The most obvious benefits of neutering your pets include the decrease in pet overpopulation. This is an especially significant issue for cats, which are less likely to be adopted from shelters and harm the environment when left to roam freely. Because the number of stray and unwanted animals in communities decreases when pets are spayed or neutered, fewer animals are left in shelters or euthanized.

When you neuter or spay your cat or dog, you are sure to save money in long-term vet bills. Intact male cats and dogs are more likely to wander away from home, and are at a higher risk for testicular cancer than male pets who have been neutered before six months of age. When you neuter or spay your cat, his or her life span is increased by three to five years, while fixed dogs see a life span increase of one to three years. Many owners are concerned about the cost of having their pets fixed, but there are many dog and cat spay and neuter clinics that offer affordable surgery for low-income pet owners.

Spayed and neutered pets contribute to a more peaceful household. Spayed and neutered pets tend to be friendlier, more focused, and easier to train than their intact counterparts. Fixed pets also exhibit fewer aggressive behaviors, as well as refrain from unwanted actions like wailing and spraying.

Whether you are a cat person or a dog person, it is your responsibility as a pet owner to keep your companions happy and healthy, so be sure to have your pets spayed and neutered as early as possible to help them live a long and happy life.

Three Surprising Numbers and Statistics You Didn’t Know About Pet Overpopulation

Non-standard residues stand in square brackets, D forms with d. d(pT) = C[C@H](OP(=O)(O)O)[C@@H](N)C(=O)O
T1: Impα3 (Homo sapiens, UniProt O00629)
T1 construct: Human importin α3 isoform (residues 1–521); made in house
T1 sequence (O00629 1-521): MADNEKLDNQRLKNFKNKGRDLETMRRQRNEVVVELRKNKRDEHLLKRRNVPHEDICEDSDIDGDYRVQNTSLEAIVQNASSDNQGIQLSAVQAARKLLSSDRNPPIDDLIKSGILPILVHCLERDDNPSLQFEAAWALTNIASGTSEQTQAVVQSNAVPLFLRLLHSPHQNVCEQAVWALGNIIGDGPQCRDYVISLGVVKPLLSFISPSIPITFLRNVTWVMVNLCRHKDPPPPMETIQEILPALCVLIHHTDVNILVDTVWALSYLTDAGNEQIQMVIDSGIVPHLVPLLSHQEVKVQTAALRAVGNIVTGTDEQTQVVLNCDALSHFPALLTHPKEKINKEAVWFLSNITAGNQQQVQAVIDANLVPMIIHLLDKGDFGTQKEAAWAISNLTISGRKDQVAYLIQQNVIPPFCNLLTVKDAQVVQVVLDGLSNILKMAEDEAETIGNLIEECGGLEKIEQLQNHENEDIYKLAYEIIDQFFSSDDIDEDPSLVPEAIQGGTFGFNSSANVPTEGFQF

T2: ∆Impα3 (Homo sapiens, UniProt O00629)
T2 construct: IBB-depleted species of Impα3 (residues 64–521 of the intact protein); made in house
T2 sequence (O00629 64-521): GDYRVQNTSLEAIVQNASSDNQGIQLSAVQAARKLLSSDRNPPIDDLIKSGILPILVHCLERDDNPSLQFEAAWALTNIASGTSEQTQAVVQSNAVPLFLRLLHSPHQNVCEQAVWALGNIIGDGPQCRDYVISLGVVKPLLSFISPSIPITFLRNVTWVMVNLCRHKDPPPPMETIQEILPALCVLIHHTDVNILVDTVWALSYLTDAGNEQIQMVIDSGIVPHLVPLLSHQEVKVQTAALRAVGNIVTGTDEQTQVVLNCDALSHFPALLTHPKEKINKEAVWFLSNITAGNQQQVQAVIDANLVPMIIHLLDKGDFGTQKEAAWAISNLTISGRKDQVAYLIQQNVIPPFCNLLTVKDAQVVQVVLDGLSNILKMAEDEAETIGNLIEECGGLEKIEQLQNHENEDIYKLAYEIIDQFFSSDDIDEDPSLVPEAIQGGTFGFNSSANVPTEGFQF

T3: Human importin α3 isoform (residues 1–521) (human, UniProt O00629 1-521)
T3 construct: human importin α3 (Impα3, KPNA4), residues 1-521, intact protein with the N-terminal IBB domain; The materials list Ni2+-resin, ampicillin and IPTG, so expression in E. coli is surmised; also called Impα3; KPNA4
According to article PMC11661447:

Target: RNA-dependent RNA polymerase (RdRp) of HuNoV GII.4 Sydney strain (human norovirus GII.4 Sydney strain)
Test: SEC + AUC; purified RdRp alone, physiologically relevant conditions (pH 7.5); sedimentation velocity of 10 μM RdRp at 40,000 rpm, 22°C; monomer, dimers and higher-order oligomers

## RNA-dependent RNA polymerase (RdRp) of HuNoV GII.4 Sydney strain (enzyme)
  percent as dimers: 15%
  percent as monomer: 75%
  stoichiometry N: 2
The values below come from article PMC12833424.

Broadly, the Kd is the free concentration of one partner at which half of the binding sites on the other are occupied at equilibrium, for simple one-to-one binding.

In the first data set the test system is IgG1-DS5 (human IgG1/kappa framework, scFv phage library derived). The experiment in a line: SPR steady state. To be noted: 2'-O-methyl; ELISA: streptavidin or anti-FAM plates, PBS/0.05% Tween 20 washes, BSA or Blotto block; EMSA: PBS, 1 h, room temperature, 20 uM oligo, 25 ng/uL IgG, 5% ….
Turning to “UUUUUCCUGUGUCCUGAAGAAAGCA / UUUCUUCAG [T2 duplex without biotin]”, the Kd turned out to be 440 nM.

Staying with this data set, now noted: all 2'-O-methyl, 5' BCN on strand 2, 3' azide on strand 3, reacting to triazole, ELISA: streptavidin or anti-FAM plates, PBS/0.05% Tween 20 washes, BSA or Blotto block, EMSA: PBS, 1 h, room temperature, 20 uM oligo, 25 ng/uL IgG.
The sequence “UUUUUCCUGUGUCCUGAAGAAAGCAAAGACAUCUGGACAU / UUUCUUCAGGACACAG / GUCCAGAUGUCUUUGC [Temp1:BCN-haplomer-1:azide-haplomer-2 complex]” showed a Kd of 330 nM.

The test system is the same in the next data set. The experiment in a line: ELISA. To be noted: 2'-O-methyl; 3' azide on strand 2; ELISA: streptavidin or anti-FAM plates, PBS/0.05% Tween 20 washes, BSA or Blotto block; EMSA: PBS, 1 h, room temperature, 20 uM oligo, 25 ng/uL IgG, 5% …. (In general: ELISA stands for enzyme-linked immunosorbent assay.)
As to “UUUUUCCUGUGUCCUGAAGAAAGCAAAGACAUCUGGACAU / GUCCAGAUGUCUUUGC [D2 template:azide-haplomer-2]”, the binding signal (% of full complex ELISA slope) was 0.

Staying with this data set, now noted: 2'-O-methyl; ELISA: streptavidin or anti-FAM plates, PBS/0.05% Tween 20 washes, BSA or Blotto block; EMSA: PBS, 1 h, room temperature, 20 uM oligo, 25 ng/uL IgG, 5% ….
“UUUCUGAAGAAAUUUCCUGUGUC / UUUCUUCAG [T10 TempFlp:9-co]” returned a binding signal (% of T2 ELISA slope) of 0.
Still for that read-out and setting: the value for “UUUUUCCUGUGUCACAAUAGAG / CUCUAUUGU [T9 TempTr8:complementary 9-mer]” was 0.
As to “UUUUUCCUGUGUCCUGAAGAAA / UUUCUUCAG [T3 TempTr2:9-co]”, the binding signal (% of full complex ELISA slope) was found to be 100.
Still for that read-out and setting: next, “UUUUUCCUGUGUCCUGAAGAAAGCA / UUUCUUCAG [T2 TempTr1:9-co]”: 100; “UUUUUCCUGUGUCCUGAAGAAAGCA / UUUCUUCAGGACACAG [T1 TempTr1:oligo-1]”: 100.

Millions of Americans count companion animals as a member of their families. The ASPCA estimates that Americans own approximately 70 to 80 million dogs and 74 to 96 million cats.

And while there’s no denying the companionship and unconditional love you can get by owning a dog or cat, it’s also important to make sure you’re providing the best level of care to your companion animal.

Every pet owner has a responsibility to make sure his or her pet is spayed or neutered — a surgical procedure involving the removal of a pet’s reproductive organs so they can’t have puppies or kittens. One of the biggest reasons why you should spay and neuter your pets? It cuts down on the problem of pet overpopulation.

Pet overpopulation is one of the most overlooked issues plaguing the U.S. today — and it’s just one of the many reasons why you should spay and neuter your pets. Here are three numbers and statistics that show just how pervasive the problem of pet overpopulation has become:

10%

Did you know that only 10% of the stray animals that enter animal shelters are spayed or neutered? In contrast, 83% of pet dogs and 91% of pet cats are spayed or neutered on average. To help keep the number of animals in shelters down, the percentage of pets that are spayed and neutered should be closer to 100%.

70 million

It’s nearly impossible to measure the exact number of stray cats and dogs living in the U.S. Estimates for just the number of stray cats ranges around 70 million — and this doesn’t even count the number of stray dogs. The saddest part? A huge portion of these strays and unwanted animals came as a result of unplanned litters that could have easily been prevented through spay and neuter procedures.

2.7 million

Every year, approximately 2.7 million adoptable cats and dogs living in animal shelters are euthanized. This figure shows perhaps the biggest reason why you should spay and neuter your pets — it lowers the number of unwanted animals who ultimately end up suffering and being put down in shelters each year. Many dog and cat spay and neuter clinics offer reduced fees for the spay and neuter procedure, so there’s no reason not to have your pet spayed or neutered.